Morning Brief

Markets gear up for final week of 2016

Key Points


Futures are little changed ahead of the year's final week, with 2016 finishing as one of the more memorable years since the financial crisis ended. 2016 got off to the worst start in history, but – barring a massive final week sell-off – will end the year with double-digit gains. (CNBC)

The holiday-shortened week is a light one for economic reports and earnings, although there should be a flurry of year-end trading during the week. (CNBC)

Oil prices also remained steady today, as markets hold their breath less than a week before the first production cuts by OPEC and non-OPEC members are scheduled to begin. (Reuters)

Toshiba lost 12 percent of its value in Japan trading overnight after warning that it may take several billion dollars in losses related to its acquisition of U.S. nuclear power assets. The Japanese group cited cost overruns as cause for a potential writedown. (Reuters)

Panasonic Corp and Tesla Motors announced an agreement today to start production of photovoltaic (PV) cells and modules at a factory in Buffalo, New York, in 2017. Panasonic will invest over $256 million to construct the solar energy source. (Reuters)

Photo messaging app Snapchat is said to be coughing up between $30 million and $40 million to buy Israeli augmented reality start-up Cimagine Media, the company's first acquisition in Israel, reports said Sunday. (Mashable)

False rumors of Britney Spears' death surfaced Monday after Sony Music Entertainment's Twitter was hacked. The company said in a statement that the account was "compromised" but that the problem "has been rectified." (CNBC)

The U.S. Food and Drug Administration on Friday approved Biogen's drug to treat spinal muscular atrophy, the leading genetic cause of death in infants. It is the first FDA-approved medicine for the disease, which affects about 1 in 10,000 births. (Forbes)

Named "one of the world's worst-performing assets" by The Wall Street Journal, the MSCI Frontier Markets Index, composed of 22 small stock markets including Pakistan and Nigeria, has missed out on this year's global rally, rising only 1.1 percent. (WSJ)

President-elect Donald Trump claims credit for the market rally and holiday spending. In a tweet Saturday, he wrote: "The world was gloomy before I won — there was no hope. Now the market is up nearly 10% and Christmas spending is over a trillion dollars!" (CNBC)

Trump also rebuked the United Nations in a tweet Monday, saying: "The United Nations has such great potential but right now it is just a club for people to get together, talk and have a good time. So sad!" (Reuters with CNBC)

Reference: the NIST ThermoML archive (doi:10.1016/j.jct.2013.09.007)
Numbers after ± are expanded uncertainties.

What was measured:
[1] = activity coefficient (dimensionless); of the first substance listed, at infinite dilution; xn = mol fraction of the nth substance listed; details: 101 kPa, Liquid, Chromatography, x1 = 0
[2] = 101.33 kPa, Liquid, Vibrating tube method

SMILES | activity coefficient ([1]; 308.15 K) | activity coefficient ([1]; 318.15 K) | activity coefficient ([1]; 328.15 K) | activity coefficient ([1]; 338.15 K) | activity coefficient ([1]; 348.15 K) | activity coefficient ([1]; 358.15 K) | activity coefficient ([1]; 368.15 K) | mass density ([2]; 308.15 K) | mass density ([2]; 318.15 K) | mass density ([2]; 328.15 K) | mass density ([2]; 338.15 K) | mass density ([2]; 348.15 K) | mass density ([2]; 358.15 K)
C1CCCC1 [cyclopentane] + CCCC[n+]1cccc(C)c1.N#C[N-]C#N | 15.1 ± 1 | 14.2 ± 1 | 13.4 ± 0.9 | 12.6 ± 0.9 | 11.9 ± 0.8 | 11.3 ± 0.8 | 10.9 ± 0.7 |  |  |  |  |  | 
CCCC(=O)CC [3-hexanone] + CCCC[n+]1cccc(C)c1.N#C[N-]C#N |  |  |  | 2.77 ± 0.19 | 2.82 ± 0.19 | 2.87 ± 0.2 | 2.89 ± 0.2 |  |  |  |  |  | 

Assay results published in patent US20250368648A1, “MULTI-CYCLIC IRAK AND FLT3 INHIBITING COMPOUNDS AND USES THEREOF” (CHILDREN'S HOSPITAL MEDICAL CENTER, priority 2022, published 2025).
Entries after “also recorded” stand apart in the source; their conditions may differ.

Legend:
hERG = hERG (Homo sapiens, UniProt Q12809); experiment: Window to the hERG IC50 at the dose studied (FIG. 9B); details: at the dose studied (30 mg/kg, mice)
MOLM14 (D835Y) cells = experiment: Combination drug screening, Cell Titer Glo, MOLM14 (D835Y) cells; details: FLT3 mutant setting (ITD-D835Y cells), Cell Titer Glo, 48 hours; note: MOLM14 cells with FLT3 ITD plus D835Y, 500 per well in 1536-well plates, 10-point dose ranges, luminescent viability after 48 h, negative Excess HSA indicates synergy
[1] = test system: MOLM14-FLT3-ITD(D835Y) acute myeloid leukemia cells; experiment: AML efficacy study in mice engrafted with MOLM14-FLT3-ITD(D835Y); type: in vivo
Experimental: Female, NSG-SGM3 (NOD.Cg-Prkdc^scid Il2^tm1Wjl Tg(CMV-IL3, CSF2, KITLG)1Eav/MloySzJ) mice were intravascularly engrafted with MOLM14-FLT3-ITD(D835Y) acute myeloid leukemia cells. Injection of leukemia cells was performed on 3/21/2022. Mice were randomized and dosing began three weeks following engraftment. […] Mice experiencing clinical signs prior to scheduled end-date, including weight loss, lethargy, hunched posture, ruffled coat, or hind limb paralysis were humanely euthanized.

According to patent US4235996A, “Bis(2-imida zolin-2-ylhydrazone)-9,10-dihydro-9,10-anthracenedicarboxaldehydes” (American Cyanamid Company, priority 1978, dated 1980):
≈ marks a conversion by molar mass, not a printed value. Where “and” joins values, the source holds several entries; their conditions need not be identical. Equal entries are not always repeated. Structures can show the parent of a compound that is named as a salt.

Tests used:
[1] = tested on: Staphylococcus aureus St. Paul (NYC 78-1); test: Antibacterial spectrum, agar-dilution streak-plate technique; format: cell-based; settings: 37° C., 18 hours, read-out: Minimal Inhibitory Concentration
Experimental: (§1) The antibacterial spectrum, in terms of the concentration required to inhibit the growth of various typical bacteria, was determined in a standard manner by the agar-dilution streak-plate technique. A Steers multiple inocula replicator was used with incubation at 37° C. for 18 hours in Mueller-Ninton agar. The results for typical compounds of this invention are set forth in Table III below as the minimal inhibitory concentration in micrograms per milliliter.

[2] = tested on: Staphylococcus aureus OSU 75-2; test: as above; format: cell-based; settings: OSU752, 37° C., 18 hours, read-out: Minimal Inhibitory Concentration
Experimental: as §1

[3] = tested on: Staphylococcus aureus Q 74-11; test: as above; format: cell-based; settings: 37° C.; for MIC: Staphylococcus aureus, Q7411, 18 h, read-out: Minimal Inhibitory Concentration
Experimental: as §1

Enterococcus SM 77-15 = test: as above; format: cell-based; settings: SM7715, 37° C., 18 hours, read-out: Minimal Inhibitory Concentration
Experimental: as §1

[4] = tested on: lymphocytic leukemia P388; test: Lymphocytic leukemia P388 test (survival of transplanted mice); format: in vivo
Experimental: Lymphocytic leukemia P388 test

Trump said Saturday he plans to dissolve his charitable foundation in hopes that the move will prevent "even the appearance of any conflict" when he takes office. (CNBC)

The Kidney Fund is obliged by the federal government to give aid to patients based on financial need. But a New York Times investigation found the massive charity has avoided such obligations, prioritizing patients who have donated money to the fund. (NY Times)


Today marks the busiest day of the week for economic numbers, with the Case-Shiller report on October home prices at 9 a.m. ET and the Conference Board's December Consumer Confidence report an hour later. Economists look for the Consumer Confidence Index to rise to 109.8 from November's 107.1.

There are no earnings reports of note on today's calendar.


Walt Disney's (DIS) "Rogue One: A Star Wars Story" topped the weekend box office once again with $15 million in North American ticket sales on Christmas Eve alone and $120 million from Dec. 21 to 26.

Iranian officials said the country paid only half the announced $16.6 billion price for 80 new Boeing (BA) jets. Boeing has not commented on the report.

HD Supply Holdings (HDS) is the subject of a positive Barron's profile, with the paper saying the industrial products distributor could benefit from greater infrastructure spending and tax cuts.

Caesar's Entertainment (CZR) resolved a standoff with its senior lenders and its bankruptcy reorganization is back on track, according to a Bloomberg report.


British pop singer George Michael died on Sunday at his home in England. The artist, who became famous in the 1980s in the duo Wham! and continued his career as a solo artist, was 53. police said "the death is being treated as unexplained but not suspicious."(CNBC)

Japanese Prime Minister Shinzo Abe will visit the site of the 1941 bombing of Pearl Harbor today, in a trip intended to show a healthy alliance between Japan and the United States. (Reuters)